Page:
Sunday, January 19, 2014

THE KILLING (1956) - Stanley Kubrick


The film noir genre is littered with loser criminals undone by scheming femmes, but how many films do you know where the crook is ultimately undone by an excitable poodle at the airport?

I'd seen Kubrick's classic heist film numerous times already. Once in my high school "Kubrick Discovery phase." Another time in my college "Reservoir Dogs and its origins phase." There might have been a Sterling Hayden appreciation phase in there somewhere. Then I probably saw it another time or two for some heist plotting inspiration in my own work. With all these great character actors, the crackerjack pulp dialogue, the assured direction (and by a novice Kubrick, no less), it's truly the movie gift that keeps on giving, a brutally efficient ticking time bomb of a film. I defy any cineaste to name a better bleak ending in any other film noir.

This time, I rewatched The Killing through the Jim Thompson-as-screenwriter lens. According to the Thompson biography I read a year ago, he was outraged when Kubrick stiffed him on his screenplay credit, downgrading him to mere "Dialogue By" in the opening titles. I didn't read any actual drafts of the screenplay The Killing was based on, so it's hard to know where to assign the bulk of the writing credit. I did, however, read the Lionel White novel it's based on, Clean Break, to try and get a better handle on how much "adaptation" was actually performed.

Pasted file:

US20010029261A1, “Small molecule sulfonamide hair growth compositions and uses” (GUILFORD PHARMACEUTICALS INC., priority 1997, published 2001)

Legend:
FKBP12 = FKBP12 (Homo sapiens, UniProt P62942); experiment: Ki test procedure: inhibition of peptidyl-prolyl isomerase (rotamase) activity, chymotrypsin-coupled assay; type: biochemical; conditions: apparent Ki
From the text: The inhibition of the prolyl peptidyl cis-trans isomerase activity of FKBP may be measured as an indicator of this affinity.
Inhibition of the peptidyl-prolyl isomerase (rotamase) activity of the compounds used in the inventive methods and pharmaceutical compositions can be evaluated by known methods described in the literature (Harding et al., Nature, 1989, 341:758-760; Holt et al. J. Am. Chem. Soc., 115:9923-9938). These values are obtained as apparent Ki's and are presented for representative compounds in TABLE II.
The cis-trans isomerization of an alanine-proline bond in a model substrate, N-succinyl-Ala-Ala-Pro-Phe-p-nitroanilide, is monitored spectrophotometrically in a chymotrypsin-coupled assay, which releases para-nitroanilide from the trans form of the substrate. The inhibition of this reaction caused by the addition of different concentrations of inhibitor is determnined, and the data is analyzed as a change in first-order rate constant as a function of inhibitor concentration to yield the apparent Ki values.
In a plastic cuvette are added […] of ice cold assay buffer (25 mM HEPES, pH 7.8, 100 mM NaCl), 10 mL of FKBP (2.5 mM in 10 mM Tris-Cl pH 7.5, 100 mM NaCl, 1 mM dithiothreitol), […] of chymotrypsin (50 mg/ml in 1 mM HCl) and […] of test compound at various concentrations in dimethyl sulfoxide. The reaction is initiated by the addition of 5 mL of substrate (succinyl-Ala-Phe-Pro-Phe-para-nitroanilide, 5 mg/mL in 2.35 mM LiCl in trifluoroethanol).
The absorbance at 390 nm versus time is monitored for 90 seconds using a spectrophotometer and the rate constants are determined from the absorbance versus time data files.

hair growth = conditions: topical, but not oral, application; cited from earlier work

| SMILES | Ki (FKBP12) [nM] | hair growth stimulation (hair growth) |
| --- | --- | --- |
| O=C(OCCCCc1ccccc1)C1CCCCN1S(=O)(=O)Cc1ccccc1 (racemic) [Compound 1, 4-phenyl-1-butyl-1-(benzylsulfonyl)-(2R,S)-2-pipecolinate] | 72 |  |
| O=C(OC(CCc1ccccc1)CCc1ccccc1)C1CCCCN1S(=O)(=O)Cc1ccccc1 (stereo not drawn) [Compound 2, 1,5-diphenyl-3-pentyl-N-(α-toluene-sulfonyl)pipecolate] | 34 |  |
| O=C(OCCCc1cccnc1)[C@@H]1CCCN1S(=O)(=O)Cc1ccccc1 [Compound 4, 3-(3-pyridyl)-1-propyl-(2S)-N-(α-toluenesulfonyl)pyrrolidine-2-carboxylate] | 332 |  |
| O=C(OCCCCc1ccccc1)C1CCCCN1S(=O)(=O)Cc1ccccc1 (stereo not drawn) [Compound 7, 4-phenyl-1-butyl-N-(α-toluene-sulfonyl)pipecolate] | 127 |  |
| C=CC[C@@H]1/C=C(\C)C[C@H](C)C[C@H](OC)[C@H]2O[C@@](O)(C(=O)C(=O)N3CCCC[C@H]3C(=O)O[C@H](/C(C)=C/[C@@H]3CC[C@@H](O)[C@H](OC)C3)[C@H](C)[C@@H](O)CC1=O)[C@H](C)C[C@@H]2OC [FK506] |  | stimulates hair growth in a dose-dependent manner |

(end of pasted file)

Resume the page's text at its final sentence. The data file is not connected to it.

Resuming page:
The film is surprisingly faithful to the book. Apart from moving the setting from NY to L.A. and excising or condensing a few characters involved in the heist (a jockey on the horse that gets shot by Timothy Carey, for instance), the basic structure remains and works well on paper, too. Some of the great lines in The Killing are lifted straight from Clean Break, but it's obvious Thompson pulled his weight in juicing up the movie dialogue in spots. Structurally, it seems like Kubrick knew he had a good thing on his hands in the book and did his best to preserve that on film. So I'm guessing Thompson was more or less a paid draftsman on that front. His own novels are psychologically innovative, especially in his use of the first person, but for the most part they are chronologically linear and don't be-bop around in time too much. The biggest change in the transition to the film comes at the end (that poodle I mentioned earlier). In the book, it's Elisha Cook, Jr.'s hen-pecked husband Peatty who ultimately foils the getaway.

So was this yet another case of a bitter novelist come to Hollywood grousing about unfair treatment? Or did Thompson, like Hayden's character in the film, really get screwed? I'm not sure. But when a film turns out this brilliant, does it really matter when all is said and done? It's a golden notch on both their resumes. Whoever came up with the poodle and suitcase of money of blowing away in airplane propeller's exhaust (Kubrick or Thompson), I hope they got a nice little bonus.

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